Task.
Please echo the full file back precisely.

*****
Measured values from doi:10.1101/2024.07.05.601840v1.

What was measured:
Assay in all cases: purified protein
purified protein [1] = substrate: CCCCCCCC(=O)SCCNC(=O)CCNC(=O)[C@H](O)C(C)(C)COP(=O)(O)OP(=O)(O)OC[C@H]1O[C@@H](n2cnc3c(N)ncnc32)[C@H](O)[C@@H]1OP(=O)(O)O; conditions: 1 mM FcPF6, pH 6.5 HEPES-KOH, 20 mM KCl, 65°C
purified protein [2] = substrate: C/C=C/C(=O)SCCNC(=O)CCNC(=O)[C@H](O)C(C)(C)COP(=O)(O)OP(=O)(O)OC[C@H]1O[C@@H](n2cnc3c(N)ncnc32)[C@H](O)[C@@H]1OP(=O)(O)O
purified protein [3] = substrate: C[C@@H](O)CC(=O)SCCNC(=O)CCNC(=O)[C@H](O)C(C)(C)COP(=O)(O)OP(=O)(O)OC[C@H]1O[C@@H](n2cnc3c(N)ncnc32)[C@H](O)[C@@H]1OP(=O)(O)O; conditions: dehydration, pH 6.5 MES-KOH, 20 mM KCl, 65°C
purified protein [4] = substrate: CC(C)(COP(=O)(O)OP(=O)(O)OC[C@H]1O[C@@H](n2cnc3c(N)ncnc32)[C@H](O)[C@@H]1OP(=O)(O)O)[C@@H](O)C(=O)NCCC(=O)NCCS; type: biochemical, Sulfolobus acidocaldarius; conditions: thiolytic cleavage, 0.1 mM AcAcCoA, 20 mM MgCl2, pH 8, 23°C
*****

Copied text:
Measured values from doi:10.1101/2024.07.05.601840v1.

What was measured:
Assay in all cases: purified protein
purified protein [1] = substrate: CCCCCCCC(=O)SCCNC(=O)CCNC(=O)[C@H](O)C(C)(C)COP(=O)(O)OP(=O)(O)OC[C@H]1O[C@@H](n2cnc3c(N)ncnc32)[C@H](O)[C@@H]1OP(=O)(O)O; conditions: 1 mM FcPF6, pH 6.5 HEPES-KOH, 20 mM KCl, 65°C
purified protein [2] = substrate: C/C=C/C(=O)SCCNC(=O)CCNC(=O)[C@H](O)C(C)(C)COP(=O)(O)OP(=O)(O)OC[C@H]1O[C@@H](n2cnc3c(N)ncnc32)[C@H](O)[C@@H]1OP(=O)(O)O
purified protein [3] = substrate: C[C@@H](O)CC(=O)SCCNC(=O)CCNC(=O)[C@H](O)C(C)(C)COP(=O)(O)OP(=O)(O)OC[C@H]1O[C@@H](n2cnc3c(N)ncnc32)[C@H](O)[C@@H]1OP(=O)(O)O; conditions: dehydration, pH 6.5 MES-KOH, 20 mM KCl, 65°C
purified protein [4] = substrate: CC(C)(COP(=O)(O)OP(=O)(O)OC[C@H]1O[C@@H](n2cnc3c(N)ncnc32)[C@H](O)[C@@H]1OP(=O)(O)O)[C@@H](O)C(=O)NCCC(=O)NCCS; type: biochemical, Sulfolobus acidocaldarius; conditions: thiolytic cleavage, 0.1 mM AcAcCoA, 20 mM MgCl2, pH 8, 23°C